In the hospital's long history, she noted, it is not the first time it has had to adapt.
''We have evolved to the circumstances we were in and that's what do - you just evolve into what the circumstances are. We have a fantastic group of people and a loyal staff. We will be just fine. You have to be good business people to be good caretakers,'' Simon said.
Simon added the hospital corporation still is in the process of looking for a financial partner. Last summer, board members with Ohio Valley Health Services and Education Corp. - parent company of Ohio Valley Medical Center and East Ohio Regional Hospital - said they were considering becoming an affiliate of Tennessee-based Community Health Systems Inc. They announced a few months later, however, the fit just wasn't right.
The move could have resulted in the corporation being partially or wholly owned by CHS. Such a deal is expected to give the hospitals an infusion of money in the form of equipment purchases and renovations.
''Our focus will always be on our communities. We will continue to provide the care and compassion that our communities deserve regardless of the impact of the new law,'' Michael Caruso, president and chief executive officer of OVHS&E, said.
In Glen Dale, Reynolds Memorial Hospital spokeswoman Melissa Marco said Reynolds also is preparing for the new health care law.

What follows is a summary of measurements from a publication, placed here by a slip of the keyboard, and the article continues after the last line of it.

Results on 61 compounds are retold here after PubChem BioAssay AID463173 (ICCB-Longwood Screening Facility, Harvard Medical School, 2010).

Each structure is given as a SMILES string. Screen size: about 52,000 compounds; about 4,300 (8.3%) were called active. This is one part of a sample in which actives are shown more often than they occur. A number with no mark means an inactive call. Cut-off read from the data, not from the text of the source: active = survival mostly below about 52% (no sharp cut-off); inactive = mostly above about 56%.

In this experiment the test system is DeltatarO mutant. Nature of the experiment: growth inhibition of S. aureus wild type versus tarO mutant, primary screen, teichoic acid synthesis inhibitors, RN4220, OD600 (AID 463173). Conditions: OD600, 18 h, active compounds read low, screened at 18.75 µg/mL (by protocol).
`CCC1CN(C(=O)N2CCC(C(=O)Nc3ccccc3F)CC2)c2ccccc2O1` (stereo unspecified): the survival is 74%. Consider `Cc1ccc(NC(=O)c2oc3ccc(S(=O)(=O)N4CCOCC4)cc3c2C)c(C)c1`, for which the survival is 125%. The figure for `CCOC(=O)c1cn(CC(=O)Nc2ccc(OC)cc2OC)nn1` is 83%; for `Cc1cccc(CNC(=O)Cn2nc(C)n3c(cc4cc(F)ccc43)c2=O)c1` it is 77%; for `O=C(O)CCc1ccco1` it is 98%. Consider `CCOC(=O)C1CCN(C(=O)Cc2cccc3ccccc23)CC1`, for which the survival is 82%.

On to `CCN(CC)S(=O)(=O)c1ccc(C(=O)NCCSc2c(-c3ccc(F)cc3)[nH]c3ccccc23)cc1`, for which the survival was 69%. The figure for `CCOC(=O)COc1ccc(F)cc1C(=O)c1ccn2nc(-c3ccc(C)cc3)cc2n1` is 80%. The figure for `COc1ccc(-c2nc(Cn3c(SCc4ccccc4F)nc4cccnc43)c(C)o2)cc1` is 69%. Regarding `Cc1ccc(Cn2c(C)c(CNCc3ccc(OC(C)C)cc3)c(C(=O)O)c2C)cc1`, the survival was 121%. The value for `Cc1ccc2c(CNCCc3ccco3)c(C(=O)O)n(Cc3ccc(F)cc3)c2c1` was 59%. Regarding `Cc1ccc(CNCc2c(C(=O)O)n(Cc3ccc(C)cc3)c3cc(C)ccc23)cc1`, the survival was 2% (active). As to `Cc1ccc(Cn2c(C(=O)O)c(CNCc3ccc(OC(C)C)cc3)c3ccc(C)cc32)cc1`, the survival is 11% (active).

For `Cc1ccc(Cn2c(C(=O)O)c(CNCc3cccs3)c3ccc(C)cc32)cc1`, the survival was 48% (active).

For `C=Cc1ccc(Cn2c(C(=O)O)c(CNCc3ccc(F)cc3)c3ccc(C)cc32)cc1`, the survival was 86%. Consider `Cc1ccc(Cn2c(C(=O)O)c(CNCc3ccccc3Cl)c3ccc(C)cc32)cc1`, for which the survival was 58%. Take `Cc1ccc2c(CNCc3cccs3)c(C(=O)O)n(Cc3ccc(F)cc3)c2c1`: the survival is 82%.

''We're putting a great emphasis on physician recruitment because we know there's going to be new patients entering the system,'' she said. ''We're also trying to stay as efficient as possible with our costs.''
At Barnesville Hospital, officials are embracing one of the law's mandates: electronic recordkeeping. To qualify for related federal funding, facilities had to meet certain criteria. Tiffany Gramby, Barnesville Hospital's project manager, said the hospital's staff has stepped up to help design a system to meet the needs of staff and patients.
''It's no surprise to me that the staff at Barnesville Hospital stepped up to the challenge and worked tirelessly as a team to create a system that will enhance the delivery of patient care and give us the tools we need to work more efficiently. We have a fantastic team here at Barnesville.
"A team that is always willing to do whatever it takes to get the job done and to do it with excellence.''
The additional 100 computers and workstations will allow staff to access patient information at anytime and anywhere, she said.
At Wetzel County Hospital, Administrator Brian Felici said until more is known about how the health care law will impact the hospital, it will continue doing "business as usual."
"We carefully scrutinize every purchase, we monitor staffing and we do what we can to curb our expenses without compromising patient care. The law is here and it's here to stay, so it's our responsibility as healthcare providers to do what we have to do to accommodate it. Our first priority is to our patients and to assuring that they are receiving the quality care they've come to expect at our facility," Felici said.